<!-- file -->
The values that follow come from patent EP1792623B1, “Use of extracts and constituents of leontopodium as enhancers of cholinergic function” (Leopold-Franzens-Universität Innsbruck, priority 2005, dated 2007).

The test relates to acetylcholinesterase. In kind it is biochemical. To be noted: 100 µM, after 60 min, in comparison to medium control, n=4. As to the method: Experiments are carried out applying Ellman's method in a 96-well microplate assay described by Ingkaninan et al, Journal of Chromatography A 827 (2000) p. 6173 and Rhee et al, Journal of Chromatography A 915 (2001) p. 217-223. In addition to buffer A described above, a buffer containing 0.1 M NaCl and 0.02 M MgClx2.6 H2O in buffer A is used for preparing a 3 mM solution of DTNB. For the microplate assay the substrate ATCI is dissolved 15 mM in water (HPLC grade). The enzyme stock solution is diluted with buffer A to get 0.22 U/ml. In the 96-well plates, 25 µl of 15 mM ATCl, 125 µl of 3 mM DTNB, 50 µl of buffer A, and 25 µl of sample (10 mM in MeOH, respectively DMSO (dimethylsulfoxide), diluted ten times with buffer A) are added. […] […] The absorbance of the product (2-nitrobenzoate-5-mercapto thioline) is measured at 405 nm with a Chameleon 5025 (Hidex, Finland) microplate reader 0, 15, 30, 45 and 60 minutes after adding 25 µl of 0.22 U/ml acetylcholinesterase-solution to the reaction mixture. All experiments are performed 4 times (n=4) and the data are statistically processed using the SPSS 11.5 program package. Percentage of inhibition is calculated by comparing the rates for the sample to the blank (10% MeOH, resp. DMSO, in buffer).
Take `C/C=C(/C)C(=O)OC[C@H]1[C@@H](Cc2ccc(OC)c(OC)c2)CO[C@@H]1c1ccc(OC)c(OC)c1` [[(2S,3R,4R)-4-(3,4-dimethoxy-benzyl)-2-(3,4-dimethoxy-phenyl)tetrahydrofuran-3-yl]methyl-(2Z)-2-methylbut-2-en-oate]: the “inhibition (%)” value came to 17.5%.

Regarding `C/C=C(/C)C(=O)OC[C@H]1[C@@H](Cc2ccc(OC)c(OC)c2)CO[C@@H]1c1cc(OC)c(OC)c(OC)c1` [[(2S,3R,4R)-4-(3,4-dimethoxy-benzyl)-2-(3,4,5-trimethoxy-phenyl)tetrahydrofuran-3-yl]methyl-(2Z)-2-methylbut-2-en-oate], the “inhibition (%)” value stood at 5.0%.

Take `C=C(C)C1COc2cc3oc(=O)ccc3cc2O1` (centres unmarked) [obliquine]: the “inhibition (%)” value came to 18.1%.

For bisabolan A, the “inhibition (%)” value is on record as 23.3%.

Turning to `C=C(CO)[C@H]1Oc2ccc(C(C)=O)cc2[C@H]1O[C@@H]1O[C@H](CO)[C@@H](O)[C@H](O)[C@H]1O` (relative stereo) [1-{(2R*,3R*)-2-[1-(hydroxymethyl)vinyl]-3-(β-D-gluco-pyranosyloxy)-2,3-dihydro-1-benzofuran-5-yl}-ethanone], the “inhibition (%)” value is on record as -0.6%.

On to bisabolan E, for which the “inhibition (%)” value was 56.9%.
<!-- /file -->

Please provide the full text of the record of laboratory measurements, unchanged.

The values that follow come from patent EP1792623B1, “Use of extracts and constituents of leontopodium as enhancers of cholinergic function” (Leopold-Franzens-Universität Innsbruck, priority 2005, dated 2007).

The test relates to acetylcholinesterase. In kind it is biochemical. To be noted: 100 µM, after 60 min, in comparison to medium control, n=4. As to the method: Experiments are carried out applying Ellman's method in a 96-well microplate assay described by Ingkaninan et al, Journal of Chromatography A 827 (2000) p. 6173 and Rhee et al, Journal of Chromatography A 915 (2001) p. 217-223. In addition to buffer A described above, a buffer containing 0.1 M NaCl and 0.02 M MgClx2.6 H2O in buffer A is used for preparing a 3 mM solution of DTNB. For the microplate assay the substrate ATCI is dissolved 15 mM in water (HPLC grade). The enzyme stock solution is diluted with buffer A to get 0.22 U/ml. In the 96-well plates, 25 µl of 15 mM ATCl, 125 µl of 3 mM DTNB, 50 µl of buffer A, and 25 µl of sample (10 mM in MeOH, respectively DMSO (dimethylsulfoxide), diluted ten times with buffer A) are added. […] […] The absorbance of the product (2-nitrobenzoate-5-mercapto thioline) is measured at 405 nm with a Chameleon 5025 (Hidex, Finland) microplate reader 0, 15, 30, 45 and 60 minutes after adding 25 µl of 0.22 U/ml acetylcholinesterase-solution to the reaction mixture. All experiments are performed 4 times (n=4) and the data are statistically processed using the SPSS 11.5 program package. Percentage of inhibition is calculated by comparing the rates for the sample to the blank (10% MeOH, resp. DMSO, in buffer).
Take `C/C=C(/C)C(=O)OC[C@H]1[C@@H](Cc2ccc(OC)c(OC)c2)CO[C@@H]1c1ccc(OC)c(OC)c1` [[(2S,3R,4R)-4-(3,4-dimethoxy-benzyl)-2-(3,4-dimethoxy-phenyl)tetrahydrofuran-3-yl]methyl-(2Z)-2-methylbut-2-en-oate]: the “inhibition (%)” value came to 17.5%.

Regarding `C/C=C(/C)C(=O)OC[C@H]1[C@@H](Cc2ccc(OC)c(OC)c2)CO[C@@H]1c1cc(OC)c(OC)c(OC)c1` [[(2S,3R,4R)-4-(3,4-dimethoxy-benzyl)-2-(3,4,5-trimethoxy-phenyl)tetrahydrofuran-3-yl]methyl-(2Z)-2-methylbut-2-en-oate], the “inhibition (%)” value stood at 5.0%.

Take `C=C(C)C1COc2cc3oc(=O)ccc3cc2O1` (centres unmarked) [obliquine]: the “inhibition (%)” value came to 18.1%.

For bisabolan A, the “inhibition (%)” value is on record as 23.3%.

Turning to `C=C(CO)[C@H]1Oc2ccc(C(C)=O)cc2[C@H]1O[C@@H]1O[C@H](CO)[C@@H](O)[C@H](O)[C@H]1O` (relative stereo) [1-{(2R*,3R*)-2-[1-(hydroxymethyl)vinyl]-3-(β-D-gluco-pyranosyloxy)-2,3-dihydro-1-benzofuran-5-yl}-ethanone], the “inhibition (%)” value is on record as -0.6%.

On to bisabolan E, for which the “inhibition (%)” value was 56.9%.